Bacillus anthracis. Causes Anthrax Especially deadly when inhaled

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1 Eubacteria Bacteria are the most abundant organisms on earth. An estimated 5 X 1030individuals. One bacterium can give rise to 10 million in 24 hours. Both aerobic (with oxygen) and anaerobic (without oxygen) respiration. They are prokaryotic cells. Some eubacteria carry out photosynthesis. Some use carbon dioxide in photosynthesis as plants do, but other eubacteria use other organic compounds as a source of carbon for photosynthesis. Other eubacteria fix nitrogen (convert it from Nitrogen gas (N2) to forms plants can use) as a by product of their respiration. These eubacteria need an oxygen free (anaerobic) environment to survive. Plants provide nodules on their roots for these bacteria that are oxygen free. The plants gain nitrogen and the eubacteria somewhere to live. This is an example of symbiosis: a close mutually dependent relationship between two organisms. All bacteria are unicellular prokaryotes with cell walls. They can be autotrophs or heterotrophs.

2 Bacillus anthracis Causes Anthrax Especially deadly when inhaled

3 Chlamydia trachomatis causes the eye-disease trachoma and the sexually transmitted infection chlamydia;

4 Nitrosomonas europea oxidation of ammonia to nitrite and lives in several places such as soil, sewage, freshwater, the walls of buildings.

5 Archeabacteria Archae means ancient bacteria which is not a good name because they are not any older than eubacteria. They are prokaryotes like the eubacteria. Archaea are less widespread than Bacteria. Differ from Eubacteria in (1) details of cell wall structure. Different chemicals are used to make the cell walls in the two groups. In addition, the (2) plasma membranes possess unusual lipids that differ from those found in the plasma membranes of bacteria. Bacteria and Archaea (3) also differ substantially in DNA structure. Many Archaebacteria are methanogens. This means that to produce energy they use H 2 gas to reduce CO 2 to CH 4 (methane), which releases energy. Many Archaebacteria are adapted to extreme environments. Thermophiles: heat lovers. Inhabit hot springs. Tolerate temps from >110 C. Halophiles: salt lovers. Require water that is 15-20% salt (seawater only 3% salt). Archaebacteria more closely related to the Eukarya than are the Eubacteria. They are unicellular, prokaryotes will cell walls. They can be heterotrophs or autotrophs.

6 Halobacteria Solar evaporation ponds at the abandoned chemical plant of the Pittsburgh Plate Glass Company at Bartlett colored vivid red by halophile (salt-loving) archaebacteria.

7 Nanoarchaeum equitans Lives in Hydrothermal vents Since it grows in temperatures approaching boiling, it is considered to be a thermophile.

8 Protists Protista are the oldest of the Eukarya. (eukaryotes) Protistans are a catch-all group. Unlike the other 5 kingdoms cladists would not recognize them as a true group because they do not form a group that can be defined by shared derived characteristics. Most Protistans are unicellular. However, seaweeds algae are multicellular, but do not have specialized cells. Most have cell walls Kingdom Protista. Examples: Amoeba Paramecium Chlorophyta: Kelp and other algae. They can be autotrophs or heterotrophs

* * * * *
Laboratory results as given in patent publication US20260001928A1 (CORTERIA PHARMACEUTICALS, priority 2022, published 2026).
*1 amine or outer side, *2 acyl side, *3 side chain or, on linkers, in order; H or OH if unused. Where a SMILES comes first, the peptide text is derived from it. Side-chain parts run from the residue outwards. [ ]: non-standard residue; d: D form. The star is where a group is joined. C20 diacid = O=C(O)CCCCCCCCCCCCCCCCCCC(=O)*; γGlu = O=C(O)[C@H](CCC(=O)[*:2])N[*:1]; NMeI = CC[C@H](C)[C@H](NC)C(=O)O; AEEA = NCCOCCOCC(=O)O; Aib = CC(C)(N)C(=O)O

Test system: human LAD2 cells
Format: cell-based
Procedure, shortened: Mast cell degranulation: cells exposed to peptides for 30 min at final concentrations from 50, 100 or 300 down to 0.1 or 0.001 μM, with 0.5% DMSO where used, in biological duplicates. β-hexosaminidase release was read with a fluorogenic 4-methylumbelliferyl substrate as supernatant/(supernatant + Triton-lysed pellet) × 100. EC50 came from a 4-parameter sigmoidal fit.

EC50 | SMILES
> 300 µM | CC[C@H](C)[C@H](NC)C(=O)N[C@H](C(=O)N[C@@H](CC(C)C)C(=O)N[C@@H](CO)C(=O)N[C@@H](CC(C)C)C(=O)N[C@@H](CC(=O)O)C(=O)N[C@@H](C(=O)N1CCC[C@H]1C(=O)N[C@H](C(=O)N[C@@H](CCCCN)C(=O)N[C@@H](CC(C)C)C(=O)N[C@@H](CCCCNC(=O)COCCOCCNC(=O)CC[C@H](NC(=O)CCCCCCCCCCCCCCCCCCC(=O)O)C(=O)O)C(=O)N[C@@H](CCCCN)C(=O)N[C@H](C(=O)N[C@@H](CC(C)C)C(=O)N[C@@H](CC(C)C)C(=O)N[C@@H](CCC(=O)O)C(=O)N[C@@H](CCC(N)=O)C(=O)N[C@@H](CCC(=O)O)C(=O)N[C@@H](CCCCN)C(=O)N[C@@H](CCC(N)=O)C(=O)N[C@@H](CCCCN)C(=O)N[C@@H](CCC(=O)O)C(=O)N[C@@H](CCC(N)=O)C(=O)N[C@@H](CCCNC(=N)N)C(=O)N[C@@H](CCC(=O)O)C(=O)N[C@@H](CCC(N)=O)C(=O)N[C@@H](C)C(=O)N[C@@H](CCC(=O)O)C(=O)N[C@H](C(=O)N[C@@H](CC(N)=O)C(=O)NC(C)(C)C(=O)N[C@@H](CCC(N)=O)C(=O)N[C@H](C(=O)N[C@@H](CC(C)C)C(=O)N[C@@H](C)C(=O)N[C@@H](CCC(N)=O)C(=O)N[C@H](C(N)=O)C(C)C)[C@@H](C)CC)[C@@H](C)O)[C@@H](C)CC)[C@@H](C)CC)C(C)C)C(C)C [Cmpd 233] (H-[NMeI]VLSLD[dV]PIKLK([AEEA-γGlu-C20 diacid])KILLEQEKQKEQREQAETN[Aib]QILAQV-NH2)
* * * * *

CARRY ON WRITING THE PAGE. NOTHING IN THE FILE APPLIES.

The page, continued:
9 Fuligo septica Dog Vomit Slime Mold Used to be classified as a Fungi

10 Red Algae

11 Plants Plants were the first organisms to colonize the land. Cells are surrounded by a rigid cell wall that is composed of cellulose. The cellulose provides support for the plant. Key ability of plants is photosynthesis: ability to make sugars from water and carbon dioxide using the energy available in sunlight. Plants are complex, multicellular, eukaryotic organisms that possess chloroplasts, carry out photosynthesis and their cells have a cell wall. Most are autotrophs. An exception is the venus fly trap There are more than 250,000 plant species in the world. The pants fall into four major groups: Mosses Ferns Gymnosperms Angiosperms

12 Venus Fly Trap

13 Old Man Cactus

14 Fungi Fungi are multicellular and filamentous. Their cells contain cell walls. Have external digestion: they secrete digestive enzymes outside themselves and absorb whatever the enzymes break down.. Fungi do not photosynthesize. They are eukaryotic heterotrophs. Fungi are specialized to be decomposers. The fungal cell wall is made of chitin (same substance insect exoskeletons are made of. Fungi digest food externally by secreting digestive enzymes then absorbing the nutrients. Fungi spread by spores. There are parasitic fungi that grow their hyphae through tissues of living organisms. E.g. athlete s foot fungus. Dutch Elm disease is a fungus too. We in the Animalia are more closely related to the Fungi than we are to the Plantae.

15 Molds Mold growing on Petri dishes

16 Agaricus bisporus (common mushroom)

17 Animalia Includes: birds, mammals, reptiles, crabs, worms, fish, jellyfish, starfish, etc. The Animalia are complex, diverse and have excellent mobility. Animal cells lack a cell wall and are eukaryotic. They do not photosynthesize and are heterotrophs. There are several levels of complexity in the Animalia. Complexity increases from: Specialized cells to tissues to organs to organ systems. The simplest animals are the sponges. These have specialized cells that carry out a single task, but have not evolved tissues. The first group to evolve tissues are the Cnidaria or Jellyfish. Sponges have no tissues but many cell types. A tissue is a group of specialized cells that carry out a particular task. Examples include muscle tissue and nervous tissue

18 Cnidaria Jelly Fish and Coral

19 Annelids worms, leeches, etc.

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